Enrique Peñalosa: Our Streets Belong to All

Carolina Donatti
The City Fix
June 23, 2015

Enrique Penalosa

Former mayor of Bogota Enrique Penalosa has been a champion for building equitable cities. Photo by Colin Hughes/Flickr.

Enrique Peñalosa, Bogota’s former mayor, will come to Rio de Janeiro, Brazil on September for the Mayors´ Summit. The event is hosted by WRI Brasil | EMBARQ Brasil as part of EMBARQ Brasil’s 10th anniversary celebration. Here is an exclusive interview for TheCityFix and WRI Brasil | EMBARQ Brasil.

While mayor, you were responsible for numerous and sometimes radical improvements in the city.  Which one brought the most happiness to people?

Enrique Peñalosa (EP): We have made a city much more for people and less for cars.  I took tens of thousands of cars off the sidewalks and we made new sidewalks. We had TV commercials explaining sidewalks are for talking, for playing, for doing business, for kissing. We´ve started a sidewalk revolution.

TransMilenio, the BRT system, was also a very powerful equality symbol because we took space away from cars to give it to public transport. And for the first time we had the people in public transport going faster than those in cars.  It shows there is democracy; it shows all citizens are equal.

We created the Alameda El Porvenir – maybe the achievement I am most proud of – which is a bicycle highway 50 meters wide and 24 km long that thousands of people use every day to go to work.  In addition, we built the Juan Amarillo Greenway which links the richest parts of the city to some of the poorest parts. We began to build extremely high quality schools in the poorest neighborhoods with very high quality libraries to show that knowledge is more important than wealth.

Which improvements brought the most headaches for you?

EP: The most important thing is to realize that we did what nobody else would have done. It was a completely new concept, new ideas. So we had a lot of conflicts. Maybe the most difficult one was to get tens of thousands of cars off the sidewalks. There were even some people who started collecting signatures in order to impeach me. To implement the bus system we had an enormous war against the traditional bus operators and they went on strike, they brought the city to a halt. There was also a huge war to create parks because many parks had been gated by the private sector. We also had a war when we recovered the central area that had been taken by drug dealers – an area just two blocks away from the Presidential Palace and from the central square, somewhat similar but a hundred times worse than Cracolândia in São Paulo. We had a war trying to build some public spaces and plazas that were completely taken over by vendors. The most exclusive country club, where the most powerful families were members, was expropriated in order to create a public park.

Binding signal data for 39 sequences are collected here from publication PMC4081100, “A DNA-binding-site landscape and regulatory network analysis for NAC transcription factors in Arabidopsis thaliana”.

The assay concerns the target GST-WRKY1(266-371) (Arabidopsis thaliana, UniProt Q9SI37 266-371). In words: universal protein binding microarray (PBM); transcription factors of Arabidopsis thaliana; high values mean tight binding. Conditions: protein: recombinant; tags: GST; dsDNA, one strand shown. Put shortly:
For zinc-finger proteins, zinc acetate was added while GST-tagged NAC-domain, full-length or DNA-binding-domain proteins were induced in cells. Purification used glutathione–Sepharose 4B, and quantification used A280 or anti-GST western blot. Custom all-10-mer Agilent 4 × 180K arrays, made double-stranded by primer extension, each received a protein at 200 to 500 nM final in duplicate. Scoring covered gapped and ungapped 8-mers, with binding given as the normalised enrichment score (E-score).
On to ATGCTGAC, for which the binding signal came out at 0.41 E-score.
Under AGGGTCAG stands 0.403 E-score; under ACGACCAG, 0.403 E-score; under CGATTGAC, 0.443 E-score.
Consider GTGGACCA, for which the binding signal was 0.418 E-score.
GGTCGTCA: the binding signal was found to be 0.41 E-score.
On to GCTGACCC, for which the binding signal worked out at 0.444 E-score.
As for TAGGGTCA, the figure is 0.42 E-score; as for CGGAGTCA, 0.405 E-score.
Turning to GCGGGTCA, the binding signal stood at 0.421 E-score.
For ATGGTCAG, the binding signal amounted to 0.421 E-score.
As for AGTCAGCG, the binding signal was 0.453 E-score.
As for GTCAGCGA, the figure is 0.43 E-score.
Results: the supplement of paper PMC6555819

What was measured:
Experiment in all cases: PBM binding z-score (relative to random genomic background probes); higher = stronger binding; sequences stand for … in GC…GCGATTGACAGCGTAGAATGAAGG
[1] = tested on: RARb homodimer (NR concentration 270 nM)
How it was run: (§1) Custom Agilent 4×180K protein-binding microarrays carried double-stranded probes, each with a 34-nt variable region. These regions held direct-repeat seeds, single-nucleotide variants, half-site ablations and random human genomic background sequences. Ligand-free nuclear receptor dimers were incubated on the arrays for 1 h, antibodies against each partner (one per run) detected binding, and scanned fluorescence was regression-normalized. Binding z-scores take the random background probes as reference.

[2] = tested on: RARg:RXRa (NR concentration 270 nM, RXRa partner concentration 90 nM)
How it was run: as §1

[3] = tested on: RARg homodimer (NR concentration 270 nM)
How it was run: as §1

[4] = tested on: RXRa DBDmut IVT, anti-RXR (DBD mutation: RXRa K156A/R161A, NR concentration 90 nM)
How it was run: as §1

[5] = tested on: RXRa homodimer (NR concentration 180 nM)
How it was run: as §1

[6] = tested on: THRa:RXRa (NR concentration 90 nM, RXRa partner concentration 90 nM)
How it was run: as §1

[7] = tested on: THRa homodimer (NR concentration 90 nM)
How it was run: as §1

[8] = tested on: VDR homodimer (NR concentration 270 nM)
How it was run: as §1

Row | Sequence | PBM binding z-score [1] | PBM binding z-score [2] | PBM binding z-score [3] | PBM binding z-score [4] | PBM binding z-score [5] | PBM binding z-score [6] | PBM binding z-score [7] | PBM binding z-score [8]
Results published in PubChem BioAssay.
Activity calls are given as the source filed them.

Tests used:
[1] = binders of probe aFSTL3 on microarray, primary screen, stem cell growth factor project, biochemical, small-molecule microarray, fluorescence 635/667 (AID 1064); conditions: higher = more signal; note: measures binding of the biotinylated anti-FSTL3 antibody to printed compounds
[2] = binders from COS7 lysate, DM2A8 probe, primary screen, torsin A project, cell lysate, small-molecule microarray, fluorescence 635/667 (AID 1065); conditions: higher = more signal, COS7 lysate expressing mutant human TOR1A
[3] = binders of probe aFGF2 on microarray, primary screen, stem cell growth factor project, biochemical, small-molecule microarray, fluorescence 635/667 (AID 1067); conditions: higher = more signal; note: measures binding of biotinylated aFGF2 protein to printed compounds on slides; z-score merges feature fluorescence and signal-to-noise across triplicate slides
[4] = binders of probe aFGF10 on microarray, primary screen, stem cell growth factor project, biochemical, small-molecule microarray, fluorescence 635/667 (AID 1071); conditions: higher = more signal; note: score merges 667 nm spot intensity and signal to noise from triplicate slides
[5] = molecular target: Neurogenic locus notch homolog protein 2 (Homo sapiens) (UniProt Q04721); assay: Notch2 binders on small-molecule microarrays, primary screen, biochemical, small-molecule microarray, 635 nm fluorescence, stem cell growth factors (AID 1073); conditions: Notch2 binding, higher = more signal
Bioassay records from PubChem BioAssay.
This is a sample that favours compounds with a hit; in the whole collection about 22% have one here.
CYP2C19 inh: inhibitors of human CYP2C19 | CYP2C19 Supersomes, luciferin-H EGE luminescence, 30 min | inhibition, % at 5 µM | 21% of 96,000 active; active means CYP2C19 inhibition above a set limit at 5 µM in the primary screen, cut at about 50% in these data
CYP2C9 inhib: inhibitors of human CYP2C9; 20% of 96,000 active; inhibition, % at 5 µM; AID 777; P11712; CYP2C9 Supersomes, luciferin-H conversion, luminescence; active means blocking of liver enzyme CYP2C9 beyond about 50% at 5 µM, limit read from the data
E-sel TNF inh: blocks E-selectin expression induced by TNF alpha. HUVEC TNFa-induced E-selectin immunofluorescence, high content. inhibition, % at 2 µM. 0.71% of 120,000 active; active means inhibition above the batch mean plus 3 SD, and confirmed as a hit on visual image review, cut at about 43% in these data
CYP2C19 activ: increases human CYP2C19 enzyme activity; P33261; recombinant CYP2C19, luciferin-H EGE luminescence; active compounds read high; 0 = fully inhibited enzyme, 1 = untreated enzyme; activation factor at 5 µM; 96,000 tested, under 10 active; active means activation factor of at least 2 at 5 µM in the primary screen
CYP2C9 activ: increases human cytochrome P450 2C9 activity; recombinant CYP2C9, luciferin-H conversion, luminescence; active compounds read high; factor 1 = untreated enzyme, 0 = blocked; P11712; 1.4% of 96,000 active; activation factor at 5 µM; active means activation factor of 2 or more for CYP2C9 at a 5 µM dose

You said “You dream of a tropical city, crisscrossed by large pedestrian avenues, shaded by enormous tropical trees, as the axes of life of those cities”. Were you able to achieve this city?

EP: I was mayor for only three years and in Colombia there is no re-election in the constitution. Now, that time is longer, four years. I think the cities we have today – all cities around the world – are very wrong. We are so used to them that we think this is normal – to live in fear of getting killed. But this can’t be normal. To live in cities we have to create places where we have hundreds of kilometers of green ways, where we can have people and bicycles on the streets. So you can crisscross the city in all directions without cars. It will take us a few hundred years to correct them, but this will change at the moment we realize that what we have today is completely crazy. That’s not the ideal we should have for humans in the future.

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